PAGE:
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Design Innovation

RFID Pharmaceutical Tracking: From Manufacturer Through In Vivo Drug Delivery

[+] Author and Article Information
Erick Jones

Industrial and Management Systems Engineering, University of Nebraska–Lincoln, 175 Nebraska Hall, Lincoln, NE 68588-0518ejones2@unl.edu

Marcia Henry

Department of Biochemistry, Tulane University Health Sciences Center, 1430 Tulane Avenue, New Orleans, LA 70112mhenry3@tulane.edu

David Cochran

Industrial and Management Systems Engineering, University of Nebraska–Lincoln, 181 Nebraska Hall, Lincoln, NE 68588-0518dcochran1@unl.edu

Tara Frailey

Industrial and Management Systems Engineering, University of Nebraska–Lincoln, 175 Nebraska Hall, Lincoln, NE 68588-0518frailey21@gmail.com

J. Med. Devices 4(1), 015001 (Dec 22, 2009) (8 pages) doi:10.1115/1.4000495 History: Received September 21, 2009; Revised October 15, 2009; Published December 22, 2009; Online December 22, 2009

Advances in medical technology rely heavily on the collection and analysis of measured data to facilitate patient diagnosis and business decisions. The healthcare industry, particularly pharmaceuticals and diagnostic processes, has an ongoing need to improve item tracking and data collection to improve the quality of care while reducing cost. The remote, non-invasive characteristics of radio frequency identification (RFID) can facilitate the information needs of healthcare without imposing additional burden onto the patient or the staff. Properly deployed RFID enabled devices can provide convenient and accurate data for disease diagnosis, evaluation of prescription noncompliance, and identification of medication dosage errors. This paper describes an overview of the concept of an all-encompassing RFID pharmaceutical tracking system that begins with compliance documentation from the drug manufacturer and continues through the confirmation of patient compliance by capsule extraction from the bottle into a pill case and ultimately ingested or inserted into the body. This system also facilitates compliance with Food and Drug Administration proposed e-pedigree requirements and provides data for healthcare decision making. An introduction to healthcare trends is provided in order to communicate the need for such a biocompatible RFID pharmaceutical tracking system. Also presented in this paper is the overall scope of research and in vitro test method to develop biocompatible RFID tag components for use in a “pharmaceutical supply chain system” beginning with the manufacturer, continuing through distribution, and ending at the point of interest within the patient’s body.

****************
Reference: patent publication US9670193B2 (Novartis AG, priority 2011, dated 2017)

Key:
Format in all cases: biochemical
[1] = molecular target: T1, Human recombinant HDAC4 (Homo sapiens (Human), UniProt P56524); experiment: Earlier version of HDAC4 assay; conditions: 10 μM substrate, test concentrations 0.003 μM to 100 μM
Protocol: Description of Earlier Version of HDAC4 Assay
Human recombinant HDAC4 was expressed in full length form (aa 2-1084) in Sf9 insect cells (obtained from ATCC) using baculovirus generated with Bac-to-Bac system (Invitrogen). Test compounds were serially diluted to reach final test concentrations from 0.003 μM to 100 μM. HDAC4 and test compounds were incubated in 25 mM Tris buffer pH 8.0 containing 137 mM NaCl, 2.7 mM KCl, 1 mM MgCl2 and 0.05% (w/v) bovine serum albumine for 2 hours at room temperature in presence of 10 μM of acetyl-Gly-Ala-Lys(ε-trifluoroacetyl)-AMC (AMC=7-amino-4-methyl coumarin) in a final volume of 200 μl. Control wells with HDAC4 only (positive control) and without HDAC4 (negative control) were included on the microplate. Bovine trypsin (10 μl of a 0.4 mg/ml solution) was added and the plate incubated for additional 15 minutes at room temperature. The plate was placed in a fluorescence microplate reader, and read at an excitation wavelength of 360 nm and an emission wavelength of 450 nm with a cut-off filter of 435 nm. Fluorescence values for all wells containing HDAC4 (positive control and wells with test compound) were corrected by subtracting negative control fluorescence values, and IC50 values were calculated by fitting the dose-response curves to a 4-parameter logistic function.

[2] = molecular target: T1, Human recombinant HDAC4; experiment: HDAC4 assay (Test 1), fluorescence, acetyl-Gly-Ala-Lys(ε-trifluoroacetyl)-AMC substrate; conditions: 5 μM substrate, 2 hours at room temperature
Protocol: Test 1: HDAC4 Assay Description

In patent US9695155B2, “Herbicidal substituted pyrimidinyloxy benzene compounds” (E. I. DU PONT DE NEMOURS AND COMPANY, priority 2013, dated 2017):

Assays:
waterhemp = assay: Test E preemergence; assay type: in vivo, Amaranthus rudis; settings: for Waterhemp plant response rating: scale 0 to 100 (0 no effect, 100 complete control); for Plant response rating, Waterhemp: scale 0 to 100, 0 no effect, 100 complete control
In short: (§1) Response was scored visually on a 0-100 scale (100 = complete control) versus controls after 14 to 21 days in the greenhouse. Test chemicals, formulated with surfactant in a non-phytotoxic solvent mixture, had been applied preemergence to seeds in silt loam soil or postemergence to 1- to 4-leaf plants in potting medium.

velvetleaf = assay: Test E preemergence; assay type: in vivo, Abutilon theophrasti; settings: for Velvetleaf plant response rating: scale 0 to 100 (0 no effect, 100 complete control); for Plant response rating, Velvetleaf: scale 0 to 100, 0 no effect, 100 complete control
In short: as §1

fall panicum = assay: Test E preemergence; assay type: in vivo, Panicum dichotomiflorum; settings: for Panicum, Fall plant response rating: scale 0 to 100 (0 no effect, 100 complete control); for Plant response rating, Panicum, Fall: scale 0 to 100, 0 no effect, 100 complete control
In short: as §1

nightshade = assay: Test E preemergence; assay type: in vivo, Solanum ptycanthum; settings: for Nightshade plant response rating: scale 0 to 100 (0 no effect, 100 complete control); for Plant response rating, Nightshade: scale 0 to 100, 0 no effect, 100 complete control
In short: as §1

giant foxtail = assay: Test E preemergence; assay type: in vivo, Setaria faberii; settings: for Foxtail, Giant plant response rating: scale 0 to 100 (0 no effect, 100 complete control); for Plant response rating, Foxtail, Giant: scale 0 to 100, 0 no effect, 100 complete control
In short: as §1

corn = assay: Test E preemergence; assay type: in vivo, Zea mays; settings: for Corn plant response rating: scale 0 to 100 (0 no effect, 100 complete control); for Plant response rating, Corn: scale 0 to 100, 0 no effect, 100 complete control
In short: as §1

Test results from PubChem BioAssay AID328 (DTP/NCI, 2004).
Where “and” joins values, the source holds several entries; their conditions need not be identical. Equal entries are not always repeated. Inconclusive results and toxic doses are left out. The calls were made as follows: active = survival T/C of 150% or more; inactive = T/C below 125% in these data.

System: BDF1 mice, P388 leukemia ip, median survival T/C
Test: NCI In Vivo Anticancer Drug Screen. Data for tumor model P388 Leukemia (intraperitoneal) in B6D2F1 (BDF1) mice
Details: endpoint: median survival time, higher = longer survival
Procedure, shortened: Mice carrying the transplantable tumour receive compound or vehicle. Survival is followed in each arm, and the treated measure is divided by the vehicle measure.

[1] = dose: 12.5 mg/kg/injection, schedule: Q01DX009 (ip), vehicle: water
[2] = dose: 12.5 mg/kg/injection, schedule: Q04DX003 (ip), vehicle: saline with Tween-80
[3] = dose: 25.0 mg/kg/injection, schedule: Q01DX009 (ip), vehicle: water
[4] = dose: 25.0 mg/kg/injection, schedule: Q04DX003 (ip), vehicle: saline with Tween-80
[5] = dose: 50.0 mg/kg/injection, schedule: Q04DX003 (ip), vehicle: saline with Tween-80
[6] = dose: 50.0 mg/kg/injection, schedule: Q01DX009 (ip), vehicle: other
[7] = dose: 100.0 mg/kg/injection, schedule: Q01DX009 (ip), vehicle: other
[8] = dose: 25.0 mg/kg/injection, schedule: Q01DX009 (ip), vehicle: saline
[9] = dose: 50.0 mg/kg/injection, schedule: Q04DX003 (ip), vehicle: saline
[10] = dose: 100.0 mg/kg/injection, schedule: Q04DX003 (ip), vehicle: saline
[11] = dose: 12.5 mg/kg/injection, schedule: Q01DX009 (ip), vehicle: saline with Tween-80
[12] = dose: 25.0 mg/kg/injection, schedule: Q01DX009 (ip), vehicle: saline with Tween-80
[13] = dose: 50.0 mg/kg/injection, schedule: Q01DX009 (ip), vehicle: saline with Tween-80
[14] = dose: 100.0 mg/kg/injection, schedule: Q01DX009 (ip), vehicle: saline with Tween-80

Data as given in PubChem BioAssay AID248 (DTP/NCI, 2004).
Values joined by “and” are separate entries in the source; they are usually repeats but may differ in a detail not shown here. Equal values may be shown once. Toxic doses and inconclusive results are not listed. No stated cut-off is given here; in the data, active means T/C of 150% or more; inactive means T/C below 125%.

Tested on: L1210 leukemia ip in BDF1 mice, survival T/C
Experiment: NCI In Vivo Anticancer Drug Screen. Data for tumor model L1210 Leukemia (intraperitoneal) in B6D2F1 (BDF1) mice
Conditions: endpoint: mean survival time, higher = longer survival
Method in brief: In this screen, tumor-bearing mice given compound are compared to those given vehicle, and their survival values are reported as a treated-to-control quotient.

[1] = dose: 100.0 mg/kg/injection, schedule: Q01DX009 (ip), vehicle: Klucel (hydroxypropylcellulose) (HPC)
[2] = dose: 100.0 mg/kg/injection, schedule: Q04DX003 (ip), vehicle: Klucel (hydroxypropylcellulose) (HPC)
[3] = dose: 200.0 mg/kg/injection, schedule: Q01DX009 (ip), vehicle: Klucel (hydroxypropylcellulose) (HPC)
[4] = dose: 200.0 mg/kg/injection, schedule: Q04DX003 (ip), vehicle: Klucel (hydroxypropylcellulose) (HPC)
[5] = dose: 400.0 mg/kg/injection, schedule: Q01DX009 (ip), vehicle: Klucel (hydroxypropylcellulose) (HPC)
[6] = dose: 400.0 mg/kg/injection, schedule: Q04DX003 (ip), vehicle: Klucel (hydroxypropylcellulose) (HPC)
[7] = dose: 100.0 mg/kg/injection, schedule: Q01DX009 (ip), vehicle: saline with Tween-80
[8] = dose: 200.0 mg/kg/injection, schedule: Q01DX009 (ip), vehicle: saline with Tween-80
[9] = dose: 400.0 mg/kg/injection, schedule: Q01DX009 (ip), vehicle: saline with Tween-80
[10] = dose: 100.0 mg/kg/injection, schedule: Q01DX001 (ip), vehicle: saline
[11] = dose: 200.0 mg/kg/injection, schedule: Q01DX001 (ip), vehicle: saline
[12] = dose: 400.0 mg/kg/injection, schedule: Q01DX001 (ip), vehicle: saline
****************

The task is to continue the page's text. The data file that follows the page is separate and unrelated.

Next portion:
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Copyright © 2010 by American Society of Mechanical Engineers
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References

Figures

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Progressive research plan

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Figure 2

Biocompatible RFID systems

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Figure 3

DFSSR methodology

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Figure 4

Liquid phantom test apparatus for simulation of performance in human body. Reprinted with permission from Thoratec Corporation.

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Figure 5

RFID e-pedigree flowchart

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Figure 6

RFID pharmacy. Track inventory and prescriptions filled.

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RFID-tagged bottle with smart cap reader

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